Legal Business

Rising clout means a new kind of corporate politics for GCs

Rising clout means a new kind of corporate politics for GCs

Oxymoronic as it sounds, news that Barclays general counsel (GC) Mark Harding is to depart has been received as startling and yet not entirely a surprise. Barclays had been engulfed in a series of escalating controversies in recent years spanning mis-selling, tax advice, and – most damagingly – allegations of rigging institutional interest rates. While there has been no suggestion that Harding or Barclays’ legal team shoulders any blame, incoming chief executive Antony Jenkins has gone out of his way to signal a total break with the culture under predecessor Bob Diamond, who last year stood down as the Libor investigation generated a record fine against the bank.

Legal Business

No let up for Libor claims as FSA issues record fines

With the Financial Services Authority (FSA) issuing a record £300m of total fines in the UK in 2012, up from £65.5m in 2011, litigation teams in the City are predicting a further surge in banking litigation in 2013 thanks to the Libor scandal.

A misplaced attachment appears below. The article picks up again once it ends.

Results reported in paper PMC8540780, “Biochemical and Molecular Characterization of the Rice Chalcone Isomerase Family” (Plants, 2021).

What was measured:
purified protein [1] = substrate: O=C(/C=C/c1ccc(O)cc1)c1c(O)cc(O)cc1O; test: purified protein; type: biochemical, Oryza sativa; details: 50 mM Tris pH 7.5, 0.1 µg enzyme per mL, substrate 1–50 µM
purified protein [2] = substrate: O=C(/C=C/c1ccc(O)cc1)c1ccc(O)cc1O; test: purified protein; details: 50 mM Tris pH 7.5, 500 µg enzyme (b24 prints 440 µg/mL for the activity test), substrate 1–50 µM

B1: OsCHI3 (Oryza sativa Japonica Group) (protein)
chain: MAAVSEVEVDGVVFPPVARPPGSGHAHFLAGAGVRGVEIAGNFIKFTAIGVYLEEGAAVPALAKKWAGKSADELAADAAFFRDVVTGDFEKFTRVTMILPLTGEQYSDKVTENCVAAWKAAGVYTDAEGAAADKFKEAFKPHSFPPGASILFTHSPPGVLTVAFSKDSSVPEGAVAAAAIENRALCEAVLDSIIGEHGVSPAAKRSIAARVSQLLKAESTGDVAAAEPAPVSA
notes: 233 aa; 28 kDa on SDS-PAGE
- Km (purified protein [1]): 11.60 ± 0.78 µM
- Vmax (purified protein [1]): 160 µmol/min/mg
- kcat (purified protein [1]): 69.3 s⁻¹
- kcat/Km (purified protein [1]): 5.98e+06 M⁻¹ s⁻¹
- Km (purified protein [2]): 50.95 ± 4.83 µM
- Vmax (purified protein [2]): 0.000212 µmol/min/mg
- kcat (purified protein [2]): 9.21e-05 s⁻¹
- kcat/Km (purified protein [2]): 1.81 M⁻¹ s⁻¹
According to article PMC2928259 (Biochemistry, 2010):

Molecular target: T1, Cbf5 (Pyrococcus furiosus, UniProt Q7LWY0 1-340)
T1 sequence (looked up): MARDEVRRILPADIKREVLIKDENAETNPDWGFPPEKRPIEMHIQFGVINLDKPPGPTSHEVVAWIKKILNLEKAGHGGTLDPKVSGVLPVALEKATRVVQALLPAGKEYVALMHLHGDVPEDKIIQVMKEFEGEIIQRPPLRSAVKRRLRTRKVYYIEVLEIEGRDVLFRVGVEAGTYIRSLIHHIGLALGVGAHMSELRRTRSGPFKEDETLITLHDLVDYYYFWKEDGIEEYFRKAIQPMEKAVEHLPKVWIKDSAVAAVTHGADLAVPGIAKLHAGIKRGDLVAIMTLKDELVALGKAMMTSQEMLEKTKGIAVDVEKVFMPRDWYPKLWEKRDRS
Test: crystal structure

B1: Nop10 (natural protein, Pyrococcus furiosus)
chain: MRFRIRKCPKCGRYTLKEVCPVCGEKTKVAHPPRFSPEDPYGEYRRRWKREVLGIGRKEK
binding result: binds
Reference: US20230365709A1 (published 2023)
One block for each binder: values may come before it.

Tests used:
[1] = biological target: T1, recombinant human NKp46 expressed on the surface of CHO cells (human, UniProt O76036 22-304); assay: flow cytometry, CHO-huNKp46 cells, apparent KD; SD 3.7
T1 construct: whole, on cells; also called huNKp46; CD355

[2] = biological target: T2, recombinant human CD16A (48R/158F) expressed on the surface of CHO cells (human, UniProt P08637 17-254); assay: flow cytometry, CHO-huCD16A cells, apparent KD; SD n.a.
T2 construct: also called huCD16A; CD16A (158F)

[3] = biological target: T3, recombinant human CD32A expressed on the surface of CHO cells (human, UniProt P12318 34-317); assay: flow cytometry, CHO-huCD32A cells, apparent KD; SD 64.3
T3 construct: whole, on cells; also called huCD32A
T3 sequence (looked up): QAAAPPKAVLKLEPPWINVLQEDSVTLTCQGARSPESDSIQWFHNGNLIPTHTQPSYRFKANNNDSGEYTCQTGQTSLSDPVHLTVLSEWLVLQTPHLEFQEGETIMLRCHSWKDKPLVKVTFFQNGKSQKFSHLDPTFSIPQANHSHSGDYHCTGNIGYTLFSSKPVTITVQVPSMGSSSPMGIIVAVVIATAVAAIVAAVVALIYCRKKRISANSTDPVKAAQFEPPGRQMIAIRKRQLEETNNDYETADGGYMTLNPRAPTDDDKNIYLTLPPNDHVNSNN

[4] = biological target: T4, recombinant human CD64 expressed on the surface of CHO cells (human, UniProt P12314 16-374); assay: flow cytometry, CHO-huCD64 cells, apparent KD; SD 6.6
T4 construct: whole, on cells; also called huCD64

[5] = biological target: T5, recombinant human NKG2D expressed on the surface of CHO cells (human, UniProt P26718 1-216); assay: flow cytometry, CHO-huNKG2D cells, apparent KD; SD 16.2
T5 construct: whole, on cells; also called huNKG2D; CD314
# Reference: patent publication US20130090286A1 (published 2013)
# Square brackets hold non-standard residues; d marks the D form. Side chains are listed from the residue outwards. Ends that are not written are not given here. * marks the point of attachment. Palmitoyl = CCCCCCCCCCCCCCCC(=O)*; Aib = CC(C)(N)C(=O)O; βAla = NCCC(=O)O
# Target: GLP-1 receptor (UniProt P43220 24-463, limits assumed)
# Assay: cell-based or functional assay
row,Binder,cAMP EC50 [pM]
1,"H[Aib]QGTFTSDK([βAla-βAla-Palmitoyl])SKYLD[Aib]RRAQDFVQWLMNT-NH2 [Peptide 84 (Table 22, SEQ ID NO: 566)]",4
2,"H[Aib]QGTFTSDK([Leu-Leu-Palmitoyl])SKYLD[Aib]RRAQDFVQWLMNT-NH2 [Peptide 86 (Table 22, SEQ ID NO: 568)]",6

Barclays’ fine of £59.9m in June was dwarfed by UBS’ £160m fine in December. Clifford Chance and Sullivan & Cromwell were brought in to advise Barclays, while Gibson, Dunn & Crutcher advised UBS in both the US and the UK.

Legal Business

Mark Harding – Barclays

Mark Harding – Barclays

Mark Harding

Group general counsel

Barclays

 

Few general counsel attract the levels of respect from fellow in-house lawyers that Mark Harding, group general counsel at Barclays, commands. He was the first chairman of the GC100, which elevated his profile among his in-house counterparts, and he remains active in the organisation. He firmly believes that the in-house community has a duty to work together to reform the relationship between the client and private practice firms.

Legal Business

24% of large UK firms earn more than half of revenues overseas

Nearly a quarter of UK law firms with revenues over £50m derive more than half of their turnover from overseas, according to a recent survey by Barclays.

Three quarters of firms surveyed by the bank, of which 73% have a presence in more than five countries, pull in more than 10% of their revenues from outside the UK.